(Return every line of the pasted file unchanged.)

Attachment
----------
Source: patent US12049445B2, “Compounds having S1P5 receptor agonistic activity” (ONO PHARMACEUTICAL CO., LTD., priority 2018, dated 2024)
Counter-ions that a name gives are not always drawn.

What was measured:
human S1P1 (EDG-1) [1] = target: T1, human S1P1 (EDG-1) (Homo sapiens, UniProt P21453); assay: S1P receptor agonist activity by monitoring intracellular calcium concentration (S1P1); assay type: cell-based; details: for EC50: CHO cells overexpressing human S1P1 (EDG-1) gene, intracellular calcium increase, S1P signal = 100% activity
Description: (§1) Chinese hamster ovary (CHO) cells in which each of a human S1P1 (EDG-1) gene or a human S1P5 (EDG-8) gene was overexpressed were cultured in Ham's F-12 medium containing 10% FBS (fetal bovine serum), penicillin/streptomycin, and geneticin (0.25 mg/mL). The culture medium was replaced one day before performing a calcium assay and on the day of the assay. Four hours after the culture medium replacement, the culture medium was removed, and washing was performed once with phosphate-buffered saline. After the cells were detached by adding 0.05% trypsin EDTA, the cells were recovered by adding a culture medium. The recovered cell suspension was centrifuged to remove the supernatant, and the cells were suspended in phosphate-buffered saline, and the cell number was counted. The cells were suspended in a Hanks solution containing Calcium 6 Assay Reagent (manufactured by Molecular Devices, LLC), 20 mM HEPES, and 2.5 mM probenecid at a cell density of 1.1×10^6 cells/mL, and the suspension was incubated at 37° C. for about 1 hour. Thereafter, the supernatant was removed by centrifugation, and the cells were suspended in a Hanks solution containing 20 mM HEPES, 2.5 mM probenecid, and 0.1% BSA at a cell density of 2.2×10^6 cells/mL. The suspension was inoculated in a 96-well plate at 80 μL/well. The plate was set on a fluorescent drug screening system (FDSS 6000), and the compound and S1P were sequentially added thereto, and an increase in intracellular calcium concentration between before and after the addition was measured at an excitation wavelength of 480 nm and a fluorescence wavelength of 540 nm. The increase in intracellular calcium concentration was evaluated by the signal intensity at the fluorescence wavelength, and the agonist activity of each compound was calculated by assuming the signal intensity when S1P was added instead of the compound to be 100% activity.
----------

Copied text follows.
Source: patent US12049445B2, “Compounds having S1P5 receptor agonistic activity” (ONO PHARMACEUTICAL CO., LTD., priority 2018, dated 2024)
Counter-ions that a name gives are not always drawn.

What was measured:
human S1P1 (EDG-1) [1] = target: T1, human S1P1 (EDG-1) (Homo sapiens, UniProt P21453); assay: S1P receptor agonist activity by monitoring intracellular calcium concentration (S1P1); assay type: cell-based; details: for EC50: CHO cells overexpressing human S1P1 (EDG-1) gene, intracellular calcium increase, S1P signal = 100% activity
Description: (§1) Chinese hamster ovary (CHO) cells in which each of a human S1P1 (EDG-1) gene or a human S1P5 (EDG-8) gene was overexpressed were cultured in Ham's F-12 medium containing 10% FBS (fetal bovine serum), penicillin/streptomycin, and geneticin (0.25 mg/mL). The culture medium was replaced one day before performing a calcium assay and on the day of the assay. Four hours after the culture medium replacement, the culture medium was removed, and washing was performed once with phosphate-buffered saline. After the cells were detached by adding 0.05% trypsin EDTA, the cells were recovered by adding a culture medium. The recovered cell suspension was centrifuged to remove the supernatant, and the cells were suspended in phosphate-buffered saline, and the cell number was counted. The cells were suspended in a Hanks solution containing Calcium 6 Assay Reagent (manufactured by Molecular Devices, LLC), 20 mM HEPES, and 2.5 mM probenecid at a cell density of 1.1×10^6 cells/mL, and the suspension was incubated at 37° C. for about 1 hour. Thereafter, the supernatant was removed by centrifugation, and the cells were suspended in a Hanks solution containing 20 mM HEPES, 2.5 mM probenecid, and 0.1% BSA at a cell density of 2.2×10^6 cells/mL. The suspension was inoculated in a 96-well plate at 80 μL/well. The plate was set on a fluorescent drug screening system (FDSS 6000), and the compound and S1P were sequentially added thereto, and an increase in intracellular calcium concentration between before and after the addition was measured at an excitation wavelength of 480 nm and a fluorescence wavelength of 540 nm. The increase in intracellular calcium concentration was evaluated by the signal intensity at the fluorescence wavelength, and the agonist activity of each compound was calculated by assuming the signal intensity when S1P was added instead of the compound to be 100% activity.